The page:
Application Number Priority Date Filing Date Title
US814862A US3071026A (en) 1959-05-21 1959-05-21 Saw chain grinder

Publications (1)

Publication Number Publication Date
US3071026A true US3071026A (en) 1963-01-01

Family

ID=25216194

Family Applications (1)

Application Number Title Priority Date Filing Date
US814862A Expired - Lifetime US3071026A (en) 1959-05-21 1959-05-21 Saw chain grinder

Country Status (1)

Country Link
US (1) US3071026A (en)

Cited By (16)

* Cited by examiner, † Cited by third party
Publication number Priority date Publication date Assignee Title
US3349645A (en) * 1965-08-23 1967-10-31 Katherine A Silvey Saw chain grinding machine
US3766806A (en) * 1971-11-08 1973-10-23 Armour & Co Saw sharpening device
US3779103A (en) * 1971-09-20 1973-12-18 E Silvey Chipper chain grinder
US3952616A (en) * 1973-11-24 1976-04-27 Automatic Machine & Engineering Co. Limited Adjustable grinding apparatus
US4040314A (en) * 1975-09-15 1977-08-09 Geeck Joseph S Chain saw blade sharpening accessory
US4044635A (en) * 1974-10-18 1977-08-30 Simington Jack F Saw chain sharpener
US4102223A (en) * 1976-10-07 1978-07-25 Robinson Geoffrey H Automatic sharpening machine for saw chains
US4104793A (en) * 1974-10-18 1978-08-08 Simington Products Co. Saw chain sharpener
US4235131A (en) * 1978-08-14 1980-11-25 Simington Products Co. Depth gauge grinding attachment for saw chain sharpener
US4287793A (en) * 1974-12-23 1981-09-08 Silvey E Ray Universal saw chain grinding machine
FR2521470A1 (en) * 1982-02-17 1983-08-19 Electro Mecano Power tool for sharpening saw chain - uses pedal and hydraulic circuit to operate jacks, displacing clamp bar and swinging tool holder
US4559851A (en) * 1983-12-21 1985-12-24 Simington Jack F Saw chain grinder
US4683780A (en) * 1986-01-13 1987-08-04 Robison Arthur E Saw chain sharpener
US4836058A (en) * 1987-12-07 1989-06-06 Shepherd James E Saw chain grinding machine
US6589104B2 (en) * 2000-11-20 2003-07-08 Giovanardi Gian Andrea Electric chain saw sharpening machine
US20060009135A1 (en) * 2002-11-07 2006-01-12 Par Markusson Method and device for grinding a saw chain

Citations (9)

* Cited by examiner, † Cited by third party
Publication number Priority date Publication date Assignee Title
US363730A (en) * 1887-05-24 grossman
US437628A (en) * 1890-09-30 Gin-saw-gumming machine
US2110396A (en) * 1936-05-02 1938-03-08 Herbert E Hamilton Saw filing machine
US2514567A (en) * 1947-05-14 1950-07-11 Byron G Daggett Apparatus for cutting teeth in hand saws
US2716402A (en) * 1954-06-01 1955-08-30 Sr Albert Harrison Masonry cutting machine
US2798384A (en) * 1954-06-28 1957-07-09 Robert A Kester Saw grinding machine
US2811873A (en) * 1954-10-06 1957-11-05 Leo J Nielsen Chain saw grinding machine
US2811874A (en) * 1955-11-01 1957-11-05 Rethoret Paul Chain saw grinders
US2824468A (en) * 1956-07-26 1958-02-25 Erich R Nielsen Saw sharpener

Patent Citations (9)

* Cited by examiner, † Cited by third party
Publication number Priority date Publication date Assignee Title
US363730A (en) * 1887-05-24 grossman
US437628A (en) * 1890-09-30 Gin-saw-gumming machine
US2110396A (en) * 1936-05-02 1938-03-08 Herbert E Hamilton Saw filing machine
US2514567A (en) * 1947-05-14 1950-07-11 Byron G Daggett Apparatus for cutting teeth in hand saws
US2716402A (en) * 1954-06-01 1955-08-30 Sr Albert Harrison Masonry cutting machine
US2798384A (en) * 1954-06-28 1957-07-09 Robert A Kester Saw grinding machine
US2811873A (en) * 1954-10-06 1957-11-05 Leo J Nielsen Chain saw grinding machine
US2811874A (en) * 1955-11-01 1957-11-05 Rethoret Paul Chain saw grinders
US2824468A (en) * 1956-07-26 1958-02-25 Erich R Nielsen Saw sharpener

Cited By (19)

* Cited by examiner, † Cited by third party
Publication number Priority date Publication date Assignee Title
US3349645A (en) * 1965-08-23 1967-10-31 Katherine A Silvey Saw chain grinding machine
US3779103A (en) * 1971-09-20 1973-12-18 E Silvey Chipper chain grinder
US3766806A (en) * 1971-11-08 1973-10-23 Armour & Co Saw sharpening device
US3952616A (en) * 1973-11-24 1976-04-27 Automatic Machine & Engineering Co. Limited Adjustable grinding apparatus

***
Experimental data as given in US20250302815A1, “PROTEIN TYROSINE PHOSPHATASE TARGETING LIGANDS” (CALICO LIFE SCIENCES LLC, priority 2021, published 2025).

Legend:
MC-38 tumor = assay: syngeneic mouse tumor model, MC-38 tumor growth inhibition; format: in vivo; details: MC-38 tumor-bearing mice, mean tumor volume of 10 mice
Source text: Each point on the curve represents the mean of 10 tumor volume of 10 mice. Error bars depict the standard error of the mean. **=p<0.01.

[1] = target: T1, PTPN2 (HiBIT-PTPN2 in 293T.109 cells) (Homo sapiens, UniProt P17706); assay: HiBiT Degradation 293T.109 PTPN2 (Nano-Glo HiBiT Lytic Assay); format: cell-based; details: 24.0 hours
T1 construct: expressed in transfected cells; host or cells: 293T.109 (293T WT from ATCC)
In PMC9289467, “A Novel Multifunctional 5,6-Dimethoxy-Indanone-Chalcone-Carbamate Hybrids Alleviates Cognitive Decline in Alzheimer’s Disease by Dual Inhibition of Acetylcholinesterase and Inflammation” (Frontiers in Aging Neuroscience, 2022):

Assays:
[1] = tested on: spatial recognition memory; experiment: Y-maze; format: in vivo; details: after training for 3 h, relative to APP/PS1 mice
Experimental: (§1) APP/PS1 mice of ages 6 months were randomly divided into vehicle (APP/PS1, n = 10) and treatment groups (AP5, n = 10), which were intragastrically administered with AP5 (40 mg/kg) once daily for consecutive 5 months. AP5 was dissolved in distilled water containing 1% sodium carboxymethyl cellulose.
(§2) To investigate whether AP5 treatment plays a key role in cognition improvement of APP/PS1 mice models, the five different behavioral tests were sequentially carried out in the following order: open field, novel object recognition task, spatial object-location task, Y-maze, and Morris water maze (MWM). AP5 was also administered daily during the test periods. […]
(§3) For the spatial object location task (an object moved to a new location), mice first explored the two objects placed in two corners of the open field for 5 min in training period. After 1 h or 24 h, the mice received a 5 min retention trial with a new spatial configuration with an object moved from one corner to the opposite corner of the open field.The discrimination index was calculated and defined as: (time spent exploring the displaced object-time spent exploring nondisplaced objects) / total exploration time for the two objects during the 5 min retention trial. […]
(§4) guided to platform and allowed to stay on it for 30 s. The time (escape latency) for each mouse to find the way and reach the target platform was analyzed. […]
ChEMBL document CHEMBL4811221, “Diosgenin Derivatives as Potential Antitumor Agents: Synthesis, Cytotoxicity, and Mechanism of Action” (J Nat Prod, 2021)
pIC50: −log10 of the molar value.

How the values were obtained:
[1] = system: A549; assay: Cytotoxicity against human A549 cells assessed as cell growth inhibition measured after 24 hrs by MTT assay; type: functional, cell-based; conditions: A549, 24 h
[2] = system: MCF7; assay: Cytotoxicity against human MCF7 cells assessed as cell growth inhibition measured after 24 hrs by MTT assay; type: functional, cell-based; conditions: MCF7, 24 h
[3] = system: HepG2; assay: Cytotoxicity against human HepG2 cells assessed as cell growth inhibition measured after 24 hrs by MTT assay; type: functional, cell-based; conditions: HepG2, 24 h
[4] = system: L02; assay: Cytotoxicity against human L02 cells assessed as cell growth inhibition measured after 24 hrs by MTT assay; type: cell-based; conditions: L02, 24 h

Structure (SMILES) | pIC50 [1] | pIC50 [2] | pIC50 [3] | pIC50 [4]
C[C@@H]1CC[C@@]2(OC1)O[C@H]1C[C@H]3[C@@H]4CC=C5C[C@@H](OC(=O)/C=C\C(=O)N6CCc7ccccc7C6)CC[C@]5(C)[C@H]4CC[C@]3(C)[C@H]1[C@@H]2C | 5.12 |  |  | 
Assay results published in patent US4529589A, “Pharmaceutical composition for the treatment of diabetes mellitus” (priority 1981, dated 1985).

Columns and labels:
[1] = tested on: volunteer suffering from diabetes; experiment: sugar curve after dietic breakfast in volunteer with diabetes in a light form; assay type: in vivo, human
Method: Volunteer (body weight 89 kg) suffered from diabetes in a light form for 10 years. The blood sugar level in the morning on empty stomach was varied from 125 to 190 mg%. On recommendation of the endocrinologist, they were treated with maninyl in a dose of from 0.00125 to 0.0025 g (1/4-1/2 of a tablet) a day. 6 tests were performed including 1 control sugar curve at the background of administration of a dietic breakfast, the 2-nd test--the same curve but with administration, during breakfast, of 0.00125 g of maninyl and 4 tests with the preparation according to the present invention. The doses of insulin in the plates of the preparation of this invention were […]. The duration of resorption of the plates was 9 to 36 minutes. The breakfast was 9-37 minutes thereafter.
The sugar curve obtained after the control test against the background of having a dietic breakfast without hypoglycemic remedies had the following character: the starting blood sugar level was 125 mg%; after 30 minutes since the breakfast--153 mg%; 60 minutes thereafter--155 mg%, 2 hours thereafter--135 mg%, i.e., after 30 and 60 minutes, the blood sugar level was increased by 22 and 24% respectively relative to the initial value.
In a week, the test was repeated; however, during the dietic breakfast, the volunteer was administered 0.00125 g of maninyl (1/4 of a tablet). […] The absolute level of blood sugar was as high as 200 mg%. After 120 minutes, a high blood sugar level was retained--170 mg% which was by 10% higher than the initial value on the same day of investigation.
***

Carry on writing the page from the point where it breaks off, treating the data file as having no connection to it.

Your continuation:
US4539871A (en) * 1974-10-18 1985-09-10 Simington Products Co. Saw chain sharpener
US4044635A (en) * 1974-10-18 1977-08-30 Simington Jack F Saw chain sharpener
US4104793A (en) * 1974-10-18 1978-08-08 Simington Products Co. Saw chain sharpener
US4287793A (en) * 1974-12-23 1981-09-08 Silvey E Ray Universal saw chain grinding machine
US4040314A (en) * 1975-09-15 1977-08-09 Geeck Joseph S Chain saw blade sharpening accessory
US4102223A (en) * 1976-10-07 1978-07-25 Robinson Geoffrey H Automatic sharpening machine for saw chains
US4235131A (en) * 1978-08-14 1980-11-25 Simington Products Co. Depth gauge grinding attachment for saw chain sharpener
FR2521470A1 (en) * 1982-02-17 1983-08-19 Electro Mecano Power tool for sharpening saw chain - uses pedal and hydraulic circuit to operate jacks, displacing clamp bar and swinging tool holder
US4559851A (en) * 1983-12-21 1985-12-24 Simington Jack F Saw chain grinder
US4683780A (en) * 1986-01-13 1987-08-04 Robison Arthur E Saw chain sharpener
US4836058A (en) * 1987-12-07 1989-06-06 Shepherd James E Saw chain grinding machine
US6589104B2 (en) * 2000-11-20 2003-07-08 Giovanardi Gian Andrea Electric chain saw sharpening machine
US20060009135A1 (en) * 2002-11-07 2006-01-12 Par Markusson Method and device for grinding a saw chain
US7455572B2 (en) * 2002-11-07 2008-11-25 Husqvarna Ab Method and device for grinding a saw chain
CN100479961C (en) * 2002-11-07 2009-04-22 哈斯科瓦那股份公司 Method and device for grinding a saw chain

Similar Documents

Publication Publication Date Title
US4537234A (en) Routing machines
US5733081A (en) Apparatus for cutting mat board
US2913025A (en) Combination saw, jointer and sander tool
US2364011A (en) Punching machine
US4407172A (en) Method for repairing hard alloy-tipped saw blades
US6068543A (en) Miniature all-purpose tool
US3425169A (en) Work positioning apparatus for grinding machine
US2589165A (en) Chain saw grinder
US2640274A (en) Apparatus for continuous gauging
US5100270A (en) Apparatus and method for cutting mat board
US5645466A (en) Apparatus and method for contour grinding gas turbine blades
MX2008010689A (en) Key cutting machine.
US4026073A (en) Tool grinding machine
US4995286A (en) Apparatus for removing flash from molded products
US4104793A (en) Saw chain sharpener
US2312356A (en) Radial saw
US2321383A (en) Contour forming apparatus
US4164100A (en) Device for grinding spiral drills
US1915247A (en) Work holding device for grinding machines
US3952616A (en) Adjustable grinding apparatus
US2459233A (en) Saw sharpener
US3877324A (en) Grinder for saw bar mounted saw chain
US4363254A (en) Horizontal bandsaw machine
US2052837A (en) Grinding device
US2872957A (en) Table and fence adjusting means for a jointer